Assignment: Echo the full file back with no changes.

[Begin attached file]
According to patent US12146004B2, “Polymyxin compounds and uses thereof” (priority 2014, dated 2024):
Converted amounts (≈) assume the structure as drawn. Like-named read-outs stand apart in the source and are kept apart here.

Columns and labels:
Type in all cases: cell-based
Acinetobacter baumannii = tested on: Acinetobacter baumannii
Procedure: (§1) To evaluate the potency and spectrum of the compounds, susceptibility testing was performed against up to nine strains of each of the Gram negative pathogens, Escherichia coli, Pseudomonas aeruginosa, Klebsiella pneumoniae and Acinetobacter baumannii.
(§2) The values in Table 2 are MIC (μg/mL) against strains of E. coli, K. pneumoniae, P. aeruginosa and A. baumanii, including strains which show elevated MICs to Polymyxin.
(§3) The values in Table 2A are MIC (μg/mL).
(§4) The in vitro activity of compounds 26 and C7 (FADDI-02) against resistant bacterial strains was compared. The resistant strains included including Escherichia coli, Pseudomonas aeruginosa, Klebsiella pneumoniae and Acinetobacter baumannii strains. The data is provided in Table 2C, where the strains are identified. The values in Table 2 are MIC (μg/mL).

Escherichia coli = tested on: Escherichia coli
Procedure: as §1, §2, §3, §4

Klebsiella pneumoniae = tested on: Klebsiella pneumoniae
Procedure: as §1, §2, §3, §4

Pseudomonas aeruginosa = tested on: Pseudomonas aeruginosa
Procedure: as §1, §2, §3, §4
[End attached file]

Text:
According to patent US12146004B2, “Polymyxin compounds and uses thereof” (priority 2014, dated 2024):
Converted amounts (≈) assume the structure as drawn. Like-named read-outs stand apart in the source and are kept apart here.

Columns and labels:
Type in all cases: cell-based
Acinetobacter baumannii = tested on: Acinetobacter baumannii
Procedure: (§1) To evaluate the potency and spectrum of the compounds, susceptibility testing was performed against up to nine strains of each of the Gram negative pathogens, Escherichia coli, Pseudomonas aeruginosa, Klebsiella pneumoniae and Acinetobacter baumannii.
(§2) The values in Table 2 are MIC (μg/mL) against strains of E. coli, K. pneumoniae, P. aeruginosa and A. baumanii, including strains which show elevated MICs to Polymyxin.
(§3) The values in Table 2A are MIC (μg/mL).
(§4) The in vitro activity of compounds 26 and C7 (FADDI-02) against resistant bacterial strains was compared. The resistant strains included including Escherichia coli, Pseudomonas aeruginosa, Klebsiella pneumoniae and Acinetobacter baumannii strains. The data is provided in Table 2C, where the strains are identified. The values in Table 2 are MIC (μg/mL).

Escherichia coli = tested on: Escherichia coli
Procedure: as §1, §2, §3, §4

Klebsiella pneumoniae = tested on: Klebsiella pneumoniae
Procedure: as §1, §2, §3, §4

Pseudomonas aeruginosa = tested on: Pseudomonas aeruginosa
Procedure: as §1, §2, §3, §4